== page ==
Key Terms and Concepts


In the context of violent extremism, drawing from Scott Ruston (2009), we define an extremist narrative as a system of stories that hang together to provide a coherent view of the world for the purpose of supporting individuals, groups, or movements to further illegal violent and violence-assisting activities.

Researchers have identified 13 “master” narratives that violent Islamist extremist movements, such as Al-Qa’ida, use to influence their audiences. These narratives utilize historical events or religious concepts, such as the abolishing of the Caliphate in 1924 or Qur’anic passages on Satan (Arabic translation Shaytan), to influence their audience (Halverson, Goodall, and Corman 2011).

Each of these “master” narratives has 3 common elements:

  • An underlying grievance in which a non-Muslim “other”, typically Westerners, Zionists, and “Crusaders” are responsible, in collaboration with local dictators, for the mistreatment and humiliation of Muslims around the world.
  • The notion of an ideal society where an Islamic state or the “Caliphate” rules under a purist notion of “sharia,” or perfect Divine law (which in reality is conflated with archaic interpretations of fiqh, the imperfect human effort to interpret Divine law) (Quraishi-Landes 2013, 10). The establishment of a “sharia” governed polity serves to replace the corrupt governance structures of secular Western-backed regimes.
  • A means of moving from that grievance to achieving an ideal society namely through violent activity advocated by AQ and the ISIS (Schmid 2014, 6).

While messages from AQ and ISIS share various aspects and degrees of emphasis of these three elements, their narratives also diverge substantially. The differences between the two movements center on: 1) their ultimate political goals, and; 2) their relationship to violence. Both movements share an interest in establishing a Caliphate. For AQ, this is mostly a theoretical ideal. For ISIS, this is an active engagement in state building and governance. As a result, AQ’s recruitment narratives and members are a “vanguard” movement, reflecting a more selective and elitist mentality. By contrast, ISIS is much more open to recruiting a broader array of people from various backgrounds and skill sets to fulfill diverse governance roles including doctors, engineers, nurses, elder caretakers, etc. As a result, each movement’s use of violence also diverges substantially. For AQ, violence is a means to a political end (i.e. withdrawal of Western support from local Muslim regimes.) For ISIS violence is an end in of itself – a sign of its commitment to creating a “pure” Muslim society and polity. As a result, ISIS appears to be far more promiscuous and comfortable with its use of wanton violence against non-combatants, which is also reflected in its online messages to recruit (Fink and Sugg 2015; Al-Tamimi 2014).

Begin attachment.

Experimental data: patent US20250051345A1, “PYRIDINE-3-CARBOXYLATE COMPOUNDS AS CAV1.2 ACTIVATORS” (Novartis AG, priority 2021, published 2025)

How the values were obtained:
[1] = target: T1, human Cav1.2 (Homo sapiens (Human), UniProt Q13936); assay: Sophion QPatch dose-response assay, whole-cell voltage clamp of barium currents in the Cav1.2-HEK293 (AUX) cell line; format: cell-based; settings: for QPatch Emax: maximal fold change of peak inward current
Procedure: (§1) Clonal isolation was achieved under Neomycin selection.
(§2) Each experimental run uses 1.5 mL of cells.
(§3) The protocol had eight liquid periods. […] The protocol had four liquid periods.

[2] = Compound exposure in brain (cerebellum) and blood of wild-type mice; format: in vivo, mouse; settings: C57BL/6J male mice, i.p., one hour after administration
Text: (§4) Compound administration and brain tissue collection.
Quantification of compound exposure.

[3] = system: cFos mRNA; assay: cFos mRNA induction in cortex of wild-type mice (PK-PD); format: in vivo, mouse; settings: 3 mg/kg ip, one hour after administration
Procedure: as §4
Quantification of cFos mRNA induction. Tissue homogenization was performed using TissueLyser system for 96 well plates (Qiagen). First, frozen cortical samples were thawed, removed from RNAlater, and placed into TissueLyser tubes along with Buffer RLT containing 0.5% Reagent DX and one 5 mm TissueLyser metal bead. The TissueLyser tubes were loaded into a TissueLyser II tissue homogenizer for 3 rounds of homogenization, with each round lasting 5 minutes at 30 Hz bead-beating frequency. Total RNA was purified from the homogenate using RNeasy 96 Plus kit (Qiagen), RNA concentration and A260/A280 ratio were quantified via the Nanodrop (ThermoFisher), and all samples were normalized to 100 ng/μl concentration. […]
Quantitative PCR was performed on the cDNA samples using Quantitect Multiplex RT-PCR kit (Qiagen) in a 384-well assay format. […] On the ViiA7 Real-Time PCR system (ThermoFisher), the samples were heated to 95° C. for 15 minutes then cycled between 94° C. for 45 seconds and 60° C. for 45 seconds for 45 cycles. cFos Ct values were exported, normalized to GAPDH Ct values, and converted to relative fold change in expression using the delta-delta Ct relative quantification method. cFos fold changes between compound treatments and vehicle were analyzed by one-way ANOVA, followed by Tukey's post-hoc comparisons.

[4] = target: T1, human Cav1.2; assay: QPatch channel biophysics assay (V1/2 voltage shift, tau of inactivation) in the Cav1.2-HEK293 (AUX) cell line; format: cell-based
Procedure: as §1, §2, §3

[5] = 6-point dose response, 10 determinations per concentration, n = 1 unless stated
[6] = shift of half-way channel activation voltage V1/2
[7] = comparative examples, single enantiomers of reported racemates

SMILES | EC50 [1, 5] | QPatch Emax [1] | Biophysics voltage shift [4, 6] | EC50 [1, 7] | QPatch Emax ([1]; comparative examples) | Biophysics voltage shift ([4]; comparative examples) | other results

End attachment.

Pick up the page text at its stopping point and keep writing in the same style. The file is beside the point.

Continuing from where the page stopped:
By employing religiously-laden motifs, AQ and ISIS’ narratives exploit two basic human psychological needs: 1) cognitive closure which, “amounts to the quest for certainty, and eschewal of ambiguity… It is the quest for structure and coherence in one’s outlook and beliefs” (Kruglanski 2014) and; 2) a quest for significance, which, “denotes the supreme importance to humans of being noticed, mattering, and deserving honor and esteem.” (Ibid.) Earning the status of a “hero” and a “martyr” plays on this quest.

There are several different ways that narratives can displace or counter extremist narratives. The Institute for Strategic Dialogue (ISD) has described a “messaging spectrum” that include three types of messaging activities: 1) government strategic communications; 2) counter-narratives; and 3) alternative narratives. (Briggs and Feve 2013) In a U.S. domestic context, legal and strategic considerations, which are discussed later in this article, proscribe U.S. government actors from engaging in any counter-ideological strategic context. (Rascoff, 2012) Therefore, we mainly focus on counter-narratives and alternative narratives, which are elaborated upon in the next section.

Counter-Narrative and Alternative Narrative

We define a counter-narrative as a system of stories that hang together to provide a coherent view of the world for the explicit purposes of combating violent extremist narratives, and eliciting legal and non-violent activities in support of individuals, groups, or movements, which support that worldview. Counter-narratives seek to directly address a violent narrative after it has been delivered to an intended audience, making them a reactive type of messaging. For instance, videos that respond to the religious justifications of violent extremists (Muslim Public Affairs Council 2010) are part of a broader counter-narrative that sees groups like AQ and ISIS as religiously inauthentic.